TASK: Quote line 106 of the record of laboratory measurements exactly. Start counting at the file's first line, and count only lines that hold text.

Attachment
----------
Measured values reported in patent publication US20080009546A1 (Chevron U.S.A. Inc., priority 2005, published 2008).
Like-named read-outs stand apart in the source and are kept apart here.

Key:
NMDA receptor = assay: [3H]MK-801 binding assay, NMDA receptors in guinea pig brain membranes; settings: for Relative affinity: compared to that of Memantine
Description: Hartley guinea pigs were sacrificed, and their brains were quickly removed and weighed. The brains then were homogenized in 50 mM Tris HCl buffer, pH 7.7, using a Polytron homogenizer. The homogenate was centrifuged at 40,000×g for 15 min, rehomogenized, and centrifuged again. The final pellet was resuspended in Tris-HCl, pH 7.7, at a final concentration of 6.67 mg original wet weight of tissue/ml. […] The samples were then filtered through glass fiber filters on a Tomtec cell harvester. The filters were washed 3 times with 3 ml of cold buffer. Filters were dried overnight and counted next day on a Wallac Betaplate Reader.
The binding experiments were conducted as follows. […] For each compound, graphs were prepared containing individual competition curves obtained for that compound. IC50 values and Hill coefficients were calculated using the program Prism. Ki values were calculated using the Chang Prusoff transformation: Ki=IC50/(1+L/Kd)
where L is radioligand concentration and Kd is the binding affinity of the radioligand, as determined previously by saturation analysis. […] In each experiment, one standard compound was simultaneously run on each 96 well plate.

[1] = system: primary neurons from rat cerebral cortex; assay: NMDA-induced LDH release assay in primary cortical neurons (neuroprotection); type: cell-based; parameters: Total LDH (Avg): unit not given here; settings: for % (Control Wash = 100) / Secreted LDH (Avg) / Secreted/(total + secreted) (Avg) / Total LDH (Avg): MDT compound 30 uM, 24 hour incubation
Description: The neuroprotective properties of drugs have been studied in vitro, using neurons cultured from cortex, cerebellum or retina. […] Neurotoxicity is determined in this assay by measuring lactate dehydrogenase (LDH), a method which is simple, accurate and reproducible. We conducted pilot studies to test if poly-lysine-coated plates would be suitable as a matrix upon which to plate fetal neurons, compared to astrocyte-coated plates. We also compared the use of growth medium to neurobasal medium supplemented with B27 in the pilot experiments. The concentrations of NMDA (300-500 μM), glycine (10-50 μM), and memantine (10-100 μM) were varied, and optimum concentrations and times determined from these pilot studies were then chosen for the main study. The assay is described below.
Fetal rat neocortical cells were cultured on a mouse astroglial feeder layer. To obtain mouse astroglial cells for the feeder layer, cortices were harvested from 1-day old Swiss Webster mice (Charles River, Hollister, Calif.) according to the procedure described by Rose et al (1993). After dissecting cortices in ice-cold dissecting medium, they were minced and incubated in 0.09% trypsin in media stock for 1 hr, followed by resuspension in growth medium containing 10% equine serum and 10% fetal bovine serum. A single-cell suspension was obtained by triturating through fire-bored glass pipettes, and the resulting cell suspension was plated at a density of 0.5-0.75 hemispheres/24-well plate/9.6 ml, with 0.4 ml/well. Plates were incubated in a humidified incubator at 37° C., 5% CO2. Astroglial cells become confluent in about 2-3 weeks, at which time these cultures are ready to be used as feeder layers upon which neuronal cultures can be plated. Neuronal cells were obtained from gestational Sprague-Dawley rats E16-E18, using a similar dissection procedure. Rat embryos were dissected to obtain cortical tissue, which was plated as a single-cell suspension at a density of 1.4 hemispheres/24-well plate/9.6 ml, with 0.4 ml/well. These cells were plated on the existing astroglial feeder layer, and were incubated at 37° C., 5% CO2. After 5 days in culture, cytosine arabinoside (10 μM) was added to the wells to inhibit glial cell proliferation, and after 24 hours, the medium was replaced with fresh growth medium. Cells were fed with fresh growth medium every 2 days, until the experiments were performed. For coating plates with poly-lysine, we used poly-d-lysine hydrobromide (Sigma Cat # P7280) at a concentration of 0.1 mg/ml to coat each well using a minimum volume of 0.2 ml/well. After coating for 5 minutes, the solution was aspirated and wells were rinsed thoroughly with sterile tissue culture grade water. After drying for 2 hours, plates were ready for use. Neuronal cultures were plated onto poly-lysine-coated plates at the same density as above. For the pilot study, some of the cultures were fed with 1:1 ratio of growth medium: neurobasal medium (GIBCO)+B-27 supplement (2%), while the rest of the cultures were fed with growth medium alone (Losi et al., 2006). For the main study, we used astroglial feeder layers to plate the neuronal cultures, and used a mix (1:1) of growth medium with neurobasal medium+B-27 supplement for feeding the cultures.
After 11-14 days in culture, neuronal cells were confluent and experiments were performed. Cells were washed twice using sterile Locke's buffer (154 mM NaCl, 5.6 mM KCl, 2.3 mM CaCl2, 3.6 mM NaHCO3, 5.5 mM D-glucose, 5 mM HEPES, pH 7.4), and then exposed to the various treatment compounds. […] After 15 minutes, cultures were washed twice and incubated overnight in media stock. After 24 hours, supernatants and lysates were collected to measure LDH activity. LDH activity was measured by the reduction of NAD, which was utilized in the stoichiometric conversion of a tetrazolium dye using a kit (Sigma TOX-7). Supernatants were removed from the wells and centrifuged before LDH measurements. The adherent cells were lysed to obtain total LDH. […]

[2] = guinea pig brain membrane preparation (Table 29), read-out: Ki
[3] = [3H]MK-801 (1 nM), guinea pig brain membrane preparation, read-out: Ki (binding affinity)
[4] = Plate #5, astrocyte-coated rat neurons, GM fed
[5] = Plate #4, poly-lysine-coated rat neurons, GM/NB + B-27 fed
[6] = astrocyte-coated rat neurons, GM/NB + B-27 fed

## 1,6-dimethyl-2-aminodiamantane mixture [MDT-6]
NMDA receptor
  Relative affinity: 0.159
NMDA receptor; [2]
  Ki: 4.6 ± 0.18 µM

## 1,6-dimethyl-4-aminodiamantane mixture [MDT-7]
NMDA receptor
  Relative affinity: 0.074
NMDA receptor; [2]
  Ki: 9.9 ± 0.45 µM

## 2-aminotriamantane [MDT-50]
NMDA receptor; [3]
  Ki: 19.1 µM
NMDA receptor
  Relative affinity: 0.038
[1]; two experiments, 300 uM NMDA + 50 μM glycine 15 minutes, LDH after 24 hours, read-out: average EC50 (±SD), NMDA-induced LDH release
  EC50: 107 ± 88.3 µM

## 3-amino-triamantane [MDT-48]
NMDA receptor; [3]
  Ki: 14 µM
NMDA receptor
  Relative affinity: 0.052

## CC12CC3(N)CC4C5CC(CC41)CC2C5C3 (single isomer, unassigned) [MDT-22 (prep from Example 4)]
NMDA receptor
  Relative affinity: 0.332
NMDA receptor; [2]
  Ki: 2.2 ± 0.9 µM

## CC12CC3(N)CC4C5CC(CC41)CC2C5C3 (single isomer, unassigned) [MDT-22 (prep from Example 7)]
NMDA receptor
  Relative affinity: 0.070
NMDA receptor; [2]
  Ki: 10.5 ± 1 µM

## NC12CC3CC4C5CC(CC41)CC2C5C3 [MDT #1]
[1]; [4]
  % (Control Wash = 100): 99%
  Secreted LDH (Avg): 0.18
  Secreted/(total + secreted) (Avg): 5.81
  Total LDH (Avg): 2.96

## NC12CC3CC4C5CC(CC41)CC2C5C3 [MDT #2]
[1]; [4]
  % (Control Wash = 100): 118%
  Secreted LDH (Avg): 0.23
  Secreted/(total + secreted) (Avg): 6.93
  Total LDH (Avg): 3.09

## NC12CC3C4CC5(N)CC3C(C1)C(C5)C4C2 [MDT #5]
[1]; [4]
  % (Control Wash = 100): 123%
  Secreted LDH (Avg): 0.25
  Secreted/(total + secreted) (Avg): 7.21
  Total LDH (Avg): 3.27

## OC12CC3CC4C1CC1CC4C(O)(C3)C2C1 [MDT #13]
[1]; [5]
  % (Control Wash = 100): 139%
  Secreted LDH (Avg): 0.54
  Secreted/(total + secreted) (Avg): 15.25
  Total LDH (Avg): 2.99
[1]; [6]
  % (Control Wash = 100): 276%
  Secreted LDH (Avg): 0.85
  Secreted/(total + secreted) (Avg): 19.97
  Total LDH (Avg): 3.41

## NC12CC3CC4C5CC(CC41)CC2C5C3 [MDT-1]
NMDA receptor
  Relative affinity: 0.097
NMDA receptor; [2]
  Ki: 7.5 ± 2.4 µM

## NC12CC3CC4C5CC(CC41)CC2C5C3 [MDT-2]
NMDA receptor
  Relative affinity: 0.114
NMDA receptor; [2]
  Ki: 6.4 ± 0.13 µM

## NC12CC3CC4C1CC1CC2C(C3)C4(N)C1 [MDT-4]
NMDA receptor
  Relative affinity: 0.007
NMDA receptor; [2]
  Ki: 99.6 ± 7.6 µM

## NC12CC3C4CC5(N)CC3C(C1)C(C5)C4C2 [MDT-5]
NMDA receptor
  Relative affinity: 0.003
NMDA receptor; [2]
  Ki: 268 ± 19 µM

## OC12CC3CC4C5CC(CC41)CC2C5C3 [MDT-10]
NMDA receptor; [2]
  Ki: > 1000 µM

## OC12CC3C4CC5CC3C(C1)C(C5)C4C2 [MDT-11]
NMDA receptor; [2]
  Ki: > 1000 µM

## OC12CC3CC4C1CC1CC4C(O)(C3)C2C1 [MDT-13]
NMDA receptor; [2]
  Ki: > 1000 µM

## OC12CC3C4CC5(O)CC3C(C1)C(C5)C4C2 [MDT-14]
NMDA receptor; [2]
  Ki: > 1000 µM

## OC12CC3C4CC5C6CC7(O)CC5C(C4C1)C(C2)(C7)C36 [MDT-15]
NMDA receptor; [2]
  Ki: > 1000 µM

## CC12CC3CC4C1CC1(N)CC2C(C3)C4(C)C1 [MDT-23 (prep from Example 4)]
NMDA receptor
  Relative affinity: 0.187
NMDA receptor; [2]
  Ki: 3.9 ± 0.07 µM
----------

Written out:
  Ki: > 1000 µM